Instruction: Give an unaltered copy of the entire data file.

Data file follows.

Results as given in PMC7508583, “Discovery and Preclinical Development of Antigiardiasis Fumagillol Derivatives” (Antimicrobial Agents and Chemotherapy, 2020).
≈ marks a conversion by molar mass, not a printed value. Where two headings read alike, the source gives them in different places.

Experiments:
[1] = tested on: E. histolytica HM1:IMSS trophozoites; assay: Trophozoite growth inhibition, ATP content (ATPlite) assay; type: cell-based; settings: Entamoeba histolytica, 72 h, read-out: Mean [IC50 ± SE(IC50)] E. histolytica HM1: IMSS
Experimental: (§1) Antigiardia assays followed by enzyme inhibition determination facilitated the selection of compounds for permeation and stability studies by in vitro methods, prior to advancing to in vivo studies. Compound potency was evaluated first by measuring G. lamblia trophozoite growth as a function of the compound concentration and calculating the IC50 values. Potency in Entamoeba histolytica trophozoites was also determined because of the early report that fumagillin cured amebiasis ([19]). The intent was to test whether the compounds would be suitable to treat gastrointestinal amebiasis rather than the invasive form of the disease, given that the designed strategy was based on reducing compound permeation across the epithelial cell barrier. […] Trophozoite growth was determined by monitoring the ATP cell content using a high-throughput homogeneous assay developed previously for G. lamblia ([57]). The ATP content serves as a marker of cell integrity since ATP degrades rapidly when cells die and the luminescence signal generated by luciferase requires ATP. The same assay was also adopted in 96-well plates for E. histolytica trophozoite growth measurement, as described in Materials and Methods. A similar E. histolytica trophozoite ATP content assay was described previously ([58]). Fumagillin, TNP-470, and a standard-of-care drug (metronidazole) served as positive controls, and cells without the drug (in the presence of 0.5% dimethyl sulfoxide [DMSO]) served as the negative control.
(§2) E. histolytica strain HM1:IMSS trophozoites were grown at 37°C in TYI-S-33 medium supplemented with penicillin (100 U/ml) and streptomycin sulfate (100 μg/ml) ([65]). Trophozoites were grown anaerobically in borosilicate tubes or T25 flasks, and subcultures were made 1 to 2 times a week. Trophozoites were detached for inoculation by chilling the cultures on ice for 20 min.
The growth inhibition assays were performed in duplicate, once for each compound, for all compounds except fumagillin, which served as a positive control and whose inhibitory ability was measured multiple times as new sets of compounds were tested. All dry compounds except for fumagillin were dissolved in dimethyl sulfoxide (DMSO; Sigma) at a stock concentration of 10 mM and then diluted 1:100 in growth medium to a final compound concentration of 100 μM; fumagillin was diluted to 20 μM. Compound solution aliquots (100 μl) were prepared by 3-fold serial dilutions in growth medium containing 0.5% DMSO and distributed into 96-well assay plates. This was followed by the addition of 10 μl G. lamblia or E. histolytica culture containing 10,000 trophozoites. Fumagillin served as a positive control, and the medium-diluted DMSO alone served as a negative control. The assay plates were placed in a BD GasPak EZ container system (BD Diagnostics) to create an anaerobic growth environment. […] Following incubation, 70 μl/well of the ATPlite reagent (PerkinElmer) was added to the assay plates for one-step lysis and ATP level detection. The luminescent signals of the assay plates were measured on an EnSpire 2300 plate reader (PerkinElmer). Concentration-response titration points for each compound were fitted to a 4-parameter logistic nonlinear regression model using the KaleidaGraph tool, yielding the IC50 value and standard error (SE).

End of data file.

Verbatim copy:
Results as given in PMC7508583, “Discovery and Preclinical Development of Antigiardiasis Fumagillol Derivatives” (Antimicrobial Agents and Chemotherapy, 2020).
≈ marks a conversion by molar mass, not a printed value. Where two headings read alike, the source gives them in different places.

Experiments:
[1] = tested on: E. histolytica HM1:IMSS trophozoites; assay: Trophozoite growth inhibition, ATP content (ATPlite) assay; type: cell-based; settings: Entamoeba histolytica, 72 h, read-out: Mean [IC50 ± SE(IC50)] E. histolytica HM1: IMSS
Experimental: (§1) Antigiardia assays followed by enzyme inhibition determination facilitated the selection of compounds for permeation and stability studies by in vitro methods, prior to advancing to in vivo studies. Compound potency was evaluated first by measuring G. lamblia trophozoite growth as a function of the compound concentration and calculating the IC50 values. Potency in Entamoeba histolytica trophozoites was also determined because of the early report that fumagillin cured amebiasis ([19]). The intent was to test whether the compounds would be suitable to treat gastrointestinal amebiasis rather than the invasive form of the disease, given that the designed strategy was based on reducing compound permeation across the epithelial cell barrier. […] Trophozoite growth was determined by monitoring the ATP cell content using a high-throughput homogeneous assay developed previously for G. lamblia ([57]). The ATP content serves as a marker of cell integrity since ATP degrades rapidly when cells die and the luminescence signal generated by luciferase requires ATP. The same assay was also adopted in 96-well plates for E. histolytica trophozoite growth measurement, as described in Materials and Methods. A similar E. histolytica trophozoite ATP content assay was described previously ([58]). Fumagillin, TNP-470, and a standard-of-care drug (metronidazole) served as positive controls, and cells without the drug (in the presence of 0.5% dimethyl sulfoxide [DMSO]) served as the negative control.
(§2) E. histolytica strain HM1:IMSS trophozoites were grown at 37°C in TYI-S-33 medium supplemented with penicillin (100 U/ml) and streptomycin sulfate (100 μg/ml) ([65]). Trophozoites were grown anaerobically in borosilicate tubes or T25 flasks, and subcultures were made 1 to 2 times a week. Trophozoites were detached for inoculation by chilling the cultures on ice for 20 min.
The growth inhibition assays were performed in duplicate, once for each compound, for all compounds except fumagillin, which served as a positive control and whose inhibitory ability was measured multiple times as new sets of compounds were tested. All dry compounds except for fumagillin were dissolved in dimethyl sulfoxide (DMSO; Sigma) at a stock concentration of 10 mM and then diluted 1:100 in growth medium to a final compound concentration of 100 μM; fumagillin was diluted to 20 μM. Compound solution aliquots (100 μl) were prepared by 3-fold serial dilutions in growth medium containing 0.5% DMSO and distributed into 96-well assay plates. This was followed by the addition of 10 μl G. lamblia or E. histolytica culture containing 10,000 trophozoites. Fumagillin served as a positive control, and the medium-diluted DMSO alone served as a negative control. The assay plates were placed in a BD GasPak EZ container system (BD Diagnostics) to create an anaerobic growth environment. […] Following incubation, 70 μl/well of the ATPlite reagent (PerkinElmer) was added to the assay plates for one-step lysis and ATP level detection. The luminescent signals of the assay plates were measured on an EnSpire 2300 plate reader (PerkinElmer). Concentration-response titration points for each compound were fitted to a 4-parameter logistic nonlinear regression model using the KaleidaGraph tool, yielding the IC50 value and standard error (SE).